Introduction to the Handbook [Depreciate Febuary 11th 2006]

I'm not going to get into the whole cliché about how we're all different. Let it just suffice to say that the instructions and templates that I provide in these files are simply meant as a starting point to implementing a highly-customisable do-it-yourself planner system, based primarily on Getting Things Done.  Yes, you heard me right: a planner, with actual paper. (5.5"x8.5" paper, to be specific.)

So you're probably asking yourself, why is this person even advocating using paper in today's day and age, what with Palms, PocketPCs, TabletPCs, super-cellphones, groupware, wikis, Personal Information Managers such as Outlook, and every other digital data manipulation tool out there?

Well, there are a number of reasons to consider a paper-based planner, including:

  • You miss the quality of real writing using paper and pen.
  • You find it far easier to write down your thoughts or notes on paper, rather than struggling with PDA hand-writing recognition or typing.
  • You can't afford a portable digital organiser (such as a Palm or a laptop), or feel that it lacks a personal connection to you and your work.
  • You haven't come across a good digital workflow for getting your notes, your calendar, your contacts, your to-do's, and everything else to work seamlessly and intuitively for everything you do.
  • You're an organisational geek that thinks Day Runners were created by the gods, and toting around leather-bound collections of cool templates instills you with a profound sense of empowerment.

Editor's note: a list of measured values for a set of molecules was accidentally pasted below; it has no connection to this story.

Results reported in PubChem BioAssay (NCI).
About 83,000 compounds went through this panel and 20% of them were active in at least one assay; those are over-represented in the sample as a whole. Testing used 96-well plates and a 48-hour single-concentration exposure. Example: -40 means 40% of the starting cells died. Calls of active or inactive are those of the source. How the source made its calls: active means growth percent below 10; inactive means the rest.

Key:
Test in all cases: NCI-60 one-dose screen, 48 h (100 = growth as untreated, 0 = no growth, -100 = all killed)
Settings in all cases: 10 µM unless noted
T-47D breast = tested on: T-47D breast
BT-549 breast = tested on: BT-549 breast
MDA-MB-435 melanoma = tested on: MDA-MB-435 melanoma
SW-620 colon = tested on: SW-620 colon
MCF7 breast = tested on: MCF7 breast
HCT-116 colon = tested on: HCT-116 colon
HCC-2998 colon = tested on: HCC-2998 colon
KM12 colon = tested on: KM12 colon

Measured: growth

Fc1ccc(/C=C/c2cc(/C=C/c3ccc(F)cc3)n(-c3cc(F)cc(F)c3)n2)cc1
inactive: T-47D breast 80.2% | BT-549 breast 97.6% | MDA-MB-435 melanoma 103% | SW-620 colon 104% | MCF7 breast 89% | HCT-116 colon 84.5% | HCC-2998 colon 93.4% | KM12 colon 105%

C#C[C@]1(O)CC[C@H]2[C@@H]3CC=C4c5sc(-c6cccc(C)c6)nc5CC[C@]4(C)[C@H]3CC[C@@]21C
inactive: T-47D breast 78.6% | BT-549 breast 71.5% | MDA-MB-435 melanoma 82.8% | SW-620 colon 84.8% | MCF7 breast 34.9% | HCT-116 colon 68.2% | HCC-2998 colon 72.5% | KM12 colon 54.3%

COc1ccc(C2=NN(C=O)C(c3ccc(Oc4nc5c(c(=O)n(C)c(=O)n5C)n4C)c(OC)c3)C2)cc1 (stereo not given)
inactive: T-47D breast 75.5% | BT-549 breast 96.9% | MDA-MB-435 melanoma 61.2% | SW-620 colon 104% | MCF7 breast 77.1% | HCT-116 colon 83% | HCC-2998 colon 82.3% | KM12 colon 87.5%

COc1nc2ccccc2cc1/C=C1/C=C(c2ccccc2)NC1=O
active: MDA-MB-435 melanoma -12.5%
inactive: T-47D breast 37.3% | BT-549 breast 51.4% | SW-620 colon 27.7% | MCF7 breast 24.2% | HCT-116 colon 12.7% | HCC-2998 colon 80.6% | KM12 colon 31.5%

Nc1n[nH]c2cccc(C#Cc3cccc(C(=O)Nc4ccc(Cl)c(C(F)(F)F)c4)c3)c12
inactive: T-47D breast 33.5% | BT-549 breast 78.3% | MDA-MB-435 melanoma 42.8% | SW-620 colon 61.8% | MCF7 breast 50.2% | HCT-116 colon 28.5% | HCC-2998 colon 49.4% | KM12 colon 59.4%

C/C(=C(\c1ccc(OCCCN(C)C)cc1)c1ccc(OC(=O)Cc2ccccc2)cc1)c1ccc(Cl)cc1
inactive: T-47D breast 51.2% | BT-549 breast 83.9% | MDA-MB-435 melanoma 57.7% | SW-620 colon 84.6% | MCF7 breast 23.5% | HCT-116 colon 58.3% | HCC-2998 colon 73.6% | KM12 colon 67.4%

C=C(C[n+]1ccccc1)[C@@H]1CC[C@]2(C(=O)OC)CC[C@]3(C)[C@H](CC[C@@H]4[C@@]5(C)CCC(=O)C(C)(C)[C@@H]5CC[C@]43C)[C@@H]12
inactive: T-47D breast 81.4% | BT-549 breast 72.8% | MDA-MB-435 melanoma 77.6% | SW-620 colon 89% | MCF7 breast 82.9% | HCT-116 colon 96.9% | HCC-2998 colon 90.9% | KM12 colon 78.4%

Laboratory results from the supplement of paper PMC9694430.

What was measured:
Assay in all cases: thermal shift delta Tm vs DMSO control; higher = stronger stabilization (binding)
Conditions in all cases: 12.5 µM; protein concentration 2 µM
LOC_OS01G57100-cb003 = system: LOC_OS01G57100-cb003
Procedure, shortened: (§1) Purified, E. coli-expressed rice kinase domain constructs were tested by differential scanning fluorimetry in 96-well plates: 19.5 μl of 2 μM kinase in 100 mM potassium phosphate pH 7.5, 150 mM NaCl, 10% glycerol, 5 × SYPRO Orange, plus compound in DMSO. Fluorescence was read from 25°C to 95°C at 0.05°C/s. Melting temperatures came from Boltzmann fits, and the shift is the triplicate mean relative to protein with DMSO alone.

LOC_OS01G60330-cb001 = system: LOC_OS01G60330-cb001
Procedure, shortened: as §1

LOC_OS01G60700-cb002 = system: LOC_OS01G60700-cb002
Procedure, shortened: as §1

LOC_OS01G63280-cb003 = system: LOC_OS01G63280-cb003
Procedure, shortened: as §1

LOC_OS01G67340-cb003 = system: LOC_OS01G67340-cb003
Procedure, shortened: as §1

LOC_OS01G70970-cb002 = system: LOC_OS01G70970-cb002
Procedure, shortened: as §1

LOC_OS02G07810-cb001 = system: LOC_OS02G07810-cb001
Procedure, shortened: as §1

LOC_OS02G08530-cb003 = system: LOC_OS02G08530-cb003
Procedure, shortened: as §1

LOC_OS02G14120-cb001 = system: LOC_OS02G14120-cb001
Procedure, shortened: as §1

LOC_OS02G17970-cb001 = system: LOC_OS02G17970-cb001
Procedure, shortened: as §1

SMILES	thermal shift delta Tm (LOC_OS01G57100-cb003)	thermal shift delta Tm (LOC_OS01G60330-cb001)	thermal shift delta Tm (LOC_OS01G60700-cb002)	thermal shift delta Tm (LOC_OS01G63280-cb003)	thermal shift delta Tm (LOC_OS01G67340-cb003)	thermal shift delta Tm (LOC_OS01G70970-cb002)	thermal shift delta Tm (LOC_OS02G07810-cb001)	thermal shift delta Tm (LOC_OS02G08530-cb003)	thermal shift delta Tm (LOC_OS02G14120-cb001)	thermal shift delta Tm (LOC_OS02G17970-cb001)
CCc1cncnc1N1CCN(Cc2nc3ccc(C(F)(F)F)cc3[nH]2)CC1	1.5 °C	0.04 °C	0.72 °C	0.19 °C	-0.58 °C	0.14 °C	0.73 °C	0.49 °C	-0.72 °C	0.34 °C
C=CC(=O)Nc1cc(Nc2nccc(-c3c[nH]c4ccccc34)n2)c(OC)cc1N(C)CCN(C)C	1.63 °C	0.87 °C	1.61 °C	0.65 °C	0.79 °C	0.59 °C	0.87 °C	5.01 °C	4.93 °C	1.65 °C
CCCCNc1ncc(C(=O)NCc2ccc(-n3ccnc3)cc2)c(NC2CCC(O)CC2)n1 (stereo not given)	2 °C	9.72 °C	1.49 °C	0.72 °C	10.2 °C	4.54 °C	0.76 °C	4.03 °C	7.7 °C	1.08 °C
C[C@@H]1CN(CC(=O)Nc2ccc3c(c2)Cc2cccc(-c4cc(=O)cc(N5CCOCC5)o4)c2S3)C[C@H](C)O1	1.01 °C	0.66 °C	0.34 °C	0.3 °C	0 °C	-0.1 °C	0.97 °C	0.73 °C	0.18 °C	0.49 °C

• You're a disenfranchised techie who seeks to escape from the digital realm once in a while, and would even prefer stone-hewn tools to facing another machine. (How many virii or spyware programs have you been forced to eradicate from your clients' machines today?)
  • You find that the creative and technical halves of your brain don't always function as a team: handling technical work using a computer, while using paper for creative work, is a way of making peace between the two hemispheres, therefore increasing your effectiveness in both areas.
  • You're an organisational junkie constantly searching for new systems to tweak and play with.
  • You're "old-fashioned."
  • (Further thoughts on this topic can be found on my blog, especially the entry "Paper? Ain't that extinct?")

So if you fall within one of these categories (I've been all of these, at some point in time in the past year), you might want to consider giving pen-and-paper planners a try. In the efforts to give you a head-start, I've provided this handbook for building your own do-it-yourself planner, and a few PDF files containing the basic templates for most organisational activities.

This is not a primer on David Allen's Getting Things Done, sorry. If you visit organisational circles or productivity blogs, you've no doubt heard about this methodology a hundred times recently. Do yourself a favour, and buy the book -- see the Essential Links section to buy it from Amazon.com. Read it thoroughly, then come back here and set up your planner. That being said, there are enough generic templates included with this system to get you started, even if you aren't familiar with the book.

First, a few disclaimers and notes: